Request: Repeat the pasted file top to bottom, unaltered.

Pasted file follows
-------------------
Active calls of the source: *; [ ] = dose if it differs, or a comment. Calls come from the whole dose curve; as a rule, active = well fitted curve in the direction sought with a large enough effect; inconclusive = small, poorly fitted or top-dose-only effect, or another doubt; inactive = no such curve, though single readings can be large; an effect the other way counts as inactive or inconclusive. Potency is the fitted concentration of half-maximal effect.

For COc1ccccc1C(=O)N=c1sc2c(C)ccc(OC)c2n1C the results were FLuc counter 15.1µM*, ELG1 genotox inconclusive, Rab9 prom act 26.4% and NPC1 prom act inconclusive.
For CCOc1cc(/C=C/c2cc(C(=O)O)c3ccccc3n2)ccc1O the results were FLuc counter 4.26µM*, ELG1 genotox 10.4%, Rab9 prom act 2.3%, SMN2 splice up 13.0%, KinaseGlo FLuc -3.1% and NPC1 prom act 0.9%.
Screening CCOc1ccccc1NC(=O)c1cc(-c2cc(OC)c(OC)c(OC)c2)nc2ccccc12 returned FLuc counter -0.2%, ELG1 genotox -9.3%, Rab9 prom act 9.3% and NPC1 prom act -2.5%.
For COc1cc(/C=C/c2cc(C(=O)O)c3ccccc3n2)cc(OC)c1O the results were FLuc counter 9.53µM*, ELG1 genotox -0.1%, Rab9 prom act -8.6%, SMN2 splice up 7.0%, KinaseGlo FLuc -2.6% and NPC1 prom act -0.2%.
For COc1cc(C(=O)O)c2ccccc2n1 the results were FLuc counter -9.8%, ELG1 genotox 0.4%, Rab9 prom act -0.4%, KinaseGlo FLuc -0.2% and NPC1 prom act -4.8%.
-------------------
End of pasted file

Active calls of the source: *; [ ] = dose if it differs, or a comment. Calls come from the whole dose curve; as a rule, active = well fitted curve in the direction sought with a large enough effect; inconclusive = small, poorly fitted or top-dose-only effect, or another doubt; inactive = no such curve, though single readings can be large; an effect the other way counts as inactive or inconclusive. Potency is the fitted concentration of half-maximal effect.

For COc1ccccc1C(=O)N=c1sc2c(C)ccc(OC)c2n1C the results were FLuc counter 15.1µM*, ELG1 genotox inconclusive, Rab9 prom act 26.4% and NPC1 prom act inconclusive.
For CCOc1cc(/C=C/c2cc(C(=O)O)c3ccccc3n2)ccc1O the results were FLuc counter 4.26µM*, ELG1 genotox 10.4%, Rab9 prom act 2.3%, SMN2 splice up 13.0%, KinaseGlo FLuc -3.1% and NPC1 prom act 0.9%.
Screening CCOc1ccccc1NC(=O)c1cc(-c2cc(OC)c(OC)c(OC)c2)nc2ccccc12 returned FLuc counter -0.2%, ELG1 genotox -9.3%, Rab9 prom act 9.3% and NPC1 prom act -2.5%.
For COc1cc(/C=C/c2cc(C(=O)O)c3ccccc3n2)cc(OC)c1O the results were FLuc counter 9.53µM*, ELG1 genotox -0.1%, Rab9 prom act -8.6%, SMN2 splice up 7.0%, KinaseGlo FLuc -2.6% and NPC1 prom act -0.2%.
For COc1cc(C(=O)O)c2ccccc2n1 the results were FLuc counter -9.8%, ELG1 genotox 0.4%, Rab9 prom act -0.4%, KinaseGlo FLuc -0.2% and NPC1 prom act -4.8%.